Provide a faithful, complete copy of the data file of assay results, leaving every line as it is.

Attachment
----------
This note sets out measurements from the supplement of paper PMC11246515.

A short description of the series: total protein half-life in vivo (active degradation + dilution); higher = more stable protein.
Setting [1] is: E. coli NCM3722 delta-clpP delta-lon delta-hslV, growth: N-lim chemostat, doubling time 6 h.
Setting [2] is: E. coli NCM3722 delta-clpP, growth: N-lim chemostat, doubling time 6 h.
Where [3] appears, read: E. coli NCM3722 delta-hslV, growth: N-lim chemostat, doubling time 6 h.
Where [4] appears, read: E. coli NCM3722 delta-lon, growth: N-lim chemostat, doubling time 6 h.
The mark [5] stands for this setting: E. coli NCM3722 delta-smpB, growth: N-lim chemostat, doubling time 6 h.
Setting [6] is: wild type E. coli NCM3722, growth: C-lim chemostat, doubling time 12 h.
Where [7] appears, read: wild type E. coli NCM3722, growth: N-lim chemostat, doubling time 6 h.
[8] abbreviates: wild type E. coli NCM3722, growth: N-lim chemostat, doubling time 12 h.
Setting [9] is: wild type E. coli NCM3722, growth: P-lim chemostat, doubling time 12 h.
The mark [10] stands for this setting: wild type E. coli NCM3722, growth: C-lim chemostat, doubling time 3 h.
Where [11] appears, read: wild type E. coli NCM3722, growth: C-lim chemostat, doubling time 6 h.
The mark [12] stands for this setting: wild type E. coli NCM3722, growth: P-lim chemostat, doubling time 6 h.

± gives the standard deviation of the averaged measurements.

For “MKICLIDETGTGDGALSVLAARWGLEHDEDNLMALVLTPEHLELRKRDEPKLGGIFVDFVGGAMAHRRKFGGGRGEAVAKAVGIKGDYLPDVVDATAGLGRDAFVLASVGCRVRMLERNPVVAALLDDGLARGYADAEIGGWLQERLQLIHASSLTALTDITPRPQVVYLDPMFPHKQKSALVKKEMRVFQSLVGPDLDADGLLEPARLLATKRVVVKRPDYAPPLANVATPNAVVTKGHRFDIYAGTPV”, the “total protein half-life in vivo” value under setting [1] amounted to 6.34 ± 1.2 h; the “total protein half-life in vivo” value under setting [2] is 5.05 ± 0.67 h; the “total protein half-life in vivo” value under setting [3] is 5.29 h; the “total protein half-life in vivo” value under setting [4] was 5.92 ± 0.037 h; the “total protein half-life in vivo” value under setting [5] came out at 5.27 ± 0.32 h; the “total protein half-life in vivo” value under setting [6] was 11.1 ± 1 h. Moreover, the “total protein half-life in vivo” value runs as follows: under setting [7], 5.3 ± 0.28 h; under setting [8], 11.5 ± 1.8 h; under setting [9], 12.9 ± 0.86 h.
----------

This note sets out measurements from the supplement of paper PMC11246515.

A short description of the series: total protein half-life in vivo (active degradation + dilution); higher = more stable protein.
Setting [1] is: E. coli NCM3722 delta-clpP delta-lon delta-hslV, growth: N-lim chemostat, doubling time 6 h.
Setting [2] is: E. coli NCM3722 delta-clpP, growth: N-lim chemostat, doubling time 6 h.
Where [3] appears, read: E. coli NCM3722 delta-hslV, growth: N-lim chemostat, doubling time 6 h.
Where [4] appears, read: E. coli NCM3722 delta-lon, growth: N-lim chemostat, doubling time 6 h.
The mark [5] stands for this setting: E. coli NCM3722 delta-smpB, growth: N-lim chemostat, doubling time 6 h.
Setting [6] is: wild type E. coli NCM3722, growth: C-lim chemostat, doubling time 12 h.
Where [7] appears, read: wild type E. coli NCM3722, growth: N-lim chemostat, doubling time 6 h.
[8] abbreviates: wild type E. coli NCM3722, growth: N-lim chemostat, doubling time 12 h.
Setting [9] is: wild type E. coli NCM3722, growth: P-lim chemostat, doubling time 12 h.
The mark [10] stands for this setting: wild type E. coli NCM3722, growth: C-lim chemostat, doubling time 3 h.
Where [11] appears, read: wild type E. coli NCM3722, growth: C-lim chemostat, doubling time 6 h.
The mark [12] stands for this setting: wild type E. coli NCM3722, growth: P-lim chemostat, doubling time 6 h.

± gives the standard deviation of the averaged measurements.

For “MKICLIDETGTGDGALSVLAARWGLEHDEDNLMALVLTPEHLELRKRDEPKLGGIFVDFVGGAMAHRRKFGGGRGEAVAKAVGIKGDYLPDVVDATAGLGRDAFVLASVGCRVRMLERNPVVAALLDDGLARGYADAEIGGWLQERLQLIHASSLTALTDITPRPQVVYLDPMFPHKQKSALVKKEMRVFQSLVGPDLDADGLLEPARLLATKRVVVKRPDYAPPLANVATPNAVVTKGHRFDIYAGTPV”, the “total protein half-life in vivo” value under setting [1] amounted to 6.34 ± 1.2 h; the “total protein half-life in vivo” value under setting [2] is 5.05 ± 0.67 h; the “total protein half-life in vivo” value under setting [3] is 5.29 h; the “total protein half-life in vivo” value under setting [4] was 5.92 ± 0.037 h; the “total protein half-life in vivo” value under setting [5] came out at 5.27 ± 0.32 h; the “total protein half-life in vivo” value under setting [6] was 11.1 ± 1 h. Moreover, the “total protein half-life in vivo” value runs as follows: under setting [7], 5.3 ± 0.28 h; under setting [8], 11.5 ± 1.8 h; under setting [9], 12.9 ± 0.86 h.